bnn.lv Latviski   bnn-news.com English   bnn-news.ru По-русски
Tuesday 25.09.2018 | Name days: Rauls, Rodrigo
LatviaLatvia

SA: apartment owners pay for Rīgas namu pārvaldnieks’ wastefulness and illegalities

FaceBook
Twitter
Draugiem
print
(No Ratings Yet)

Baltic news, News from Latvia, BNN.LV, BNN-NEWS.COM, BNN-NEWS.RUThe justification behind building management fees established by Rīgas namu pārvaldnieks have no traceability, which makes the fees hard to compare with RNP’s actual expenses. On top of that, fees include expenses not relate to building management, as concluded by State Audit in a recent inspection.

SA urges apartment owners to use their rights provided by regulations to assess regular reports submitted by RNP on the use of the money paid to maintain their homes and compare them with work that was actually carried out by RNP and demand the return of money provided for unjustified expenses. SA notes that the work organization currently established in RNP forces residents to take the initiative to defend their interests, as RNP is incapable of doing that.

Auditors note – even though RNP uses the formula stated in regulations to calculate management costs, internal regulations are unclear and too general. This allows officials to freely interpret them, data sources, time periods and estimates included in the calculation of management costs. As a result, RNP’s calculations for 2014 are untraceable and cannot be compared with actual expenses.

Notable discrepancies have been noted in RNP’s accounting, because other expenses for economic activities, such as fees for mediation and paid service provision, are included in the basic management costs. In addition, apartment owners also paid for nearly all expenses of RNP that surfaced as a result of providing services not related to building management activities.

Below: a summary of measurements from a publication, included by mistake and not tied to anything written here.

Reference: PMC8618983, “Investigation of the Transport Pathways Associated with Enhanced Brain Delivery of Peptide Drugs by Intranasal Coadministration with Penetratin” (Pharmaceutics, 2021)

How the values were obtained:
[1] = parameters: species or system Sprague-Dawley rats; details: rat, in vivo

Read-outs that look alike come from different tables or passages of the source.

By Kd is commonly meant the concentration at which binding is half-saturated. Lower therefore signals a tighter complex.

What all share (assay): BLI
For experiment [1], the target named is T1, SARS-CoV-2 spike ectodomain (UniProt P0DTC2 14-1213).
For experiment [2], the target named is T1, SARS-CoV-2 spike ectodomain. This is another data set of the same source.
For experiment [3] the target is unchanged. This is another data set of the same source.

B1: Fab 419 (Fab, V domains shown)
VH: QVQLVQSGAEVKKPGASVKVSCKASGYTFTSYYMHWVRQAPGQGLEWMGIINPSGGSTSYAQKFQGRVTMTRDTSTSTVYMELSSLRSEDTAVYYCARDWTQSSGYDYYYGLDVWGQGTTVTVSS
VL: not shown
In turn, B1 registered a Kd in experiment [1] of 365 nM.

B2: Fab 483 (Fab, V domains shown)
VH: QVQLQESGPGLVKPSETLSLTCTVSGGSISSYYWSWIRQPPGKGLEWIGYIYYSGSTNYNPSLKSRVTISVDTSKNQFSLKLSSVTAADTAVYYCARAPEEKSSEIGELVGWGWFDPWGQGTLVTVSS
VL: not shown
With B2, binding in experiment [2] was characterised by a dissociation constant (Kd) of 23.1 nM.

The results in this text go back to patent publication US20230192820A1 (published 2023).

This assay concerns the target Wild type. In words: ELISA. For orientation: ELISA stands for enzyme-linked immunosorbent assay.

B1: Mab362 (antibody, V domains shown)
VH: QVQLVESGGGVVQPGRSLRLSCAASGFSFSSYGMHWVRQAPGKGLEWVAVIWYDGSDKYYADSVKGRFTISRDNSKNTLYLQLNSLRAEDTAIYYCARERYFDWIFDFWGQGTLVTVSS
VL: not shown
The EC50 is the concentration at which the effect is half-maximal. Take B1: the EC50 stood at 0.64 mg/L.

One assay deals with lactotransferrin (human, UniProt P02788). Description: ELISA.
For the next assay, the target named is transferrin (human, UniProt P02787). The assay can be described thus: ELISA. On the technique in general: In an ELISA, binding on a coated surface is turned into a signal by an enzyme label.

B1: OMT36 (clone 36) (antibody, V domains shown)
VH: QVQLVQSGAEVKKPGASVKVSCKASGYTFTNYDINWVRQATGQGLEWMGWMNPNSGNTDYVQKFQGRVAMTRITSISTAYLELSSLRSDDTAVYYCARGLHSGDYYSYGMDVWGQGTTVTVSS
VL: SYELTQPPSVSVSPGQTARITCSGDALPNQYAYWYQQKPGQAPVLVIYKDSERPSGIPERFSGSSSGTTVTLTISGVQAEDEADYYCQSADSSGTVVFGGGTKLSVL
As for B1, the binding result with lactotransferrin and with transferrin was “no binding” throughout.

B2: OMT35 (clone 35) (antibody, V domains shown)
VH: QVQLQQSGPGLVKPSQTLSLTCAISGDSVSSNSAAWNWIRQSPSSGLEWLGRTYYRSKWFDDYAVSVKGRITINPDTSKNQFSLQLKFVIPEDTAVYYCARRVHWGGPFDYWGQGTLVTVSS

The management price includes not only unjustified and wasteful expenses, but also expenses auditors describe as illegal and ineffective. Auditors have found that the management costs include fees for 13 people who are possibly fictively employed. In 2014 and 2015 these people were paid more than EUR 190,000 in wages. SA has informed the prosecutor’s office of this particular violation. In addition, apartment owners also paid for generous benefits to employees which RNP paid after terminating their job contracts. There have also been cases in which benefits were paid after job contracts were terminated during inspections or multiple days after the end of inspections.

Actual costs of annual repairs and technical maintenance, as well as costs of grass-cutting services are not backed with documents that would demonstrate the extent of work carried out. On top of that, information provided in documents is controversial. For example, repairs were carried out without the use of necessary materials (a repairman managed to replace a light bulb without spending a single light bulb), work was carried out on weekends and holidays, people who are no longer RNP employees carried out work, work hours stated in work logs exceeds the time stated in work tables, etc.

It has also been concluded in SA’s report that RNP had included receipts for questionable business lunches and representation goods in building management costs. It is also possible that RNP had included receipts for fuel used by RNP employees for their personal needs. Apartment owners also had to pay for expenses unrelated to building management. Instead, these costs surfaced as a result of RNP’s indifference (fines for delayed payments). Violations revealed in the field of procurements provide for the possibility that RNP failed to find the most cost-effective and economically beneficial service provider.

Auditors turn attention to the fact that apartment owners are not provided with accurate information in regard to their savings. In the revenue/expenses report for 2014 RNP noted that a total of EUR 1.5 million had been used on prevention of emergencies. The audit, however, reveals that nearly one million euros of that amount had not been used at all. RNP explains that this money forms the fund for preventing future emergencies. Auditors believe RNP has been misleading apartment owners, because no information was provided to them in regard to the formation of this fund. In addition, RNP stated this money as used up in its report. Houses that refused to use RNP services in 2014 were never given back their savings.